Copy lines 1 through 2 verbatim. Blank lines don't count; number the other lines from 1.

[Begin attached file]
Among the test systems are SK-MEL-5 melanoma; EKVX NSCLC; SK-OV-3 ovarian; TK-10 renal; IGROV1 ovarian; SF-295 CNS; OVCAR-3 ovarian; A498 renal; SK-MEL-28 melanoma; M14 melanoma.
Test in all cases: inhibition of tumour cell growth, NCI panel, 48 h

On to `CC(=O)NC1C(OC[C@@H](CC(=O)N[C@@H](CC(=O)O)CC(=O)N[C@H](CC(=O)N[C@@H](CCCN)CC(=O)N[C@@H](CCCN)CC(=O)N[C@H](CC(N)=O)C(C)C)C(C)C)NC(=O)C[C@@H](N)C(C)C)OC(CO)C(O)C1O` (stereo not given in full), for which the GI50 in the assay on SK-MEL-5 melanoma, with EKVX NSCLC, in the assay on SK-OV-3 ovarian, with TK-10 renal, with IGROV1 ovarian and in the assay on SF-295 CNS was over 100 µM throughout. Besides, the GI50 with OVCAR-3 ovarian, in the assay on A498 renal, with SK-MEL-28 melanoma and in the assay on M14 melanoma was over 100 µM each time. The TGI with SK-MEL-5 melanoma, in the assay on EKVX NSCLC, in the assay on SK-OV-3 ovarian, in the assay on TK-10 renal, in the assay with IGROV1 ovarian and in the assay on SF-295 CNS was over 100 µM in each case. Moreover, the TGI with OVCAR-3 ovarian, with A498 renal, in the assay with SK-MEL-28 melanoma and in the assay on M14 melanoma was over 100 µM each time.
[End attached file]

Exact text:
Among the test systems are SK-MEL-5 melanoma; EKVX NSCLC; SK-OV-3 ovarian; TK-10 renal; IGROV1 ovarian; SF-295 CNS; OVCAR-3 ovarian; A498 renal; SK-MEL-28 melanoma; M14 melanoma.
Test in all cases: inhibition of tumour cell growth, NCI panel, 48 h